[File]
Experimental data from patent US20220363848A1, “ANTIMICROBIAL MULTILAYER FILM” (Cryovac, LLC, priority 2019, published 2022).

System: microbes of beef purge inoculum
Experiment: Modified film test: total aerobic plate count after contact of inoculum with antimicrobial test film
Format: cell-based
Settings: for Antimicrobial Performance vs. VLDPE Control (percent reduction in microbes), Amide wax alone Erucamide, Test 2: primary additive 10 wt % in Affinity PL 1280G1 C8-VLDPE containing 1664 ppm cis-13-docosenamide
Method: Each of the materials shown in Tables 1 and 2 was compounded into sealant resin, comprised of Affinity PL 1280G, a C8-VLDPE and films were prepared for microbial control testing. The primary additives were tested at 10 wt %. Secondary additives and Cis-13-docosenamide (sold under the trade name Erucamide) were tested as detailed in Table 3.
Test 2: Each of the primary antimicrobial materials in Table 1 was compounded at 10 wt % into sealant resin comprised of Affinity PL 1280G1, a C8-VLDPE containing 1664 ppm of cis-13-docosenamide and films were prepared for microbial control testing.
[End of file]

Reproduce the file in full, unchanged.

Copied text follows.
Experimental data from patent US20220363848A1, “ANTIMICROBIAL MULTILAYER FILM” (Cryovac, LLC, priority 2019, published 2022).

System: microbes of beef purge inoculum
Experiment: Modified film test: total aerobic plate count after contact of inoculum with antimicrobial test film
Format: cell-based
Settings: for Antimicrobial Performance vs. VLDPE Control (percent reduction in microbes), Amide wax alone Erucamide, Test 2: primary additive 10 wt % in Affinity PL 1280G1 C8-VLDPE containing 1664 ppm cis-13-docosenamide
Method: Each of the materials shown in Tables 1 and 2 was compounded into sealant resin, comprised of Affinity PL 1280G, a C8-VLDPE and films were prepared for microbial control testing. The primary additives were tested at 10 wt %. Secondary additives and Cis-13-docosenamide (sold under the trade name Erucamide) were tested as detailed in Table 3.
Test 2: Each of the primary antimicrobial materials in Table 1 was compounded at 10 wt % into sealant resin comprised of Affinity PL 1280G1, a C8-VLDPE containing 1664 ppm of cis-13-docosenamide and films were prepared for microbial control testing.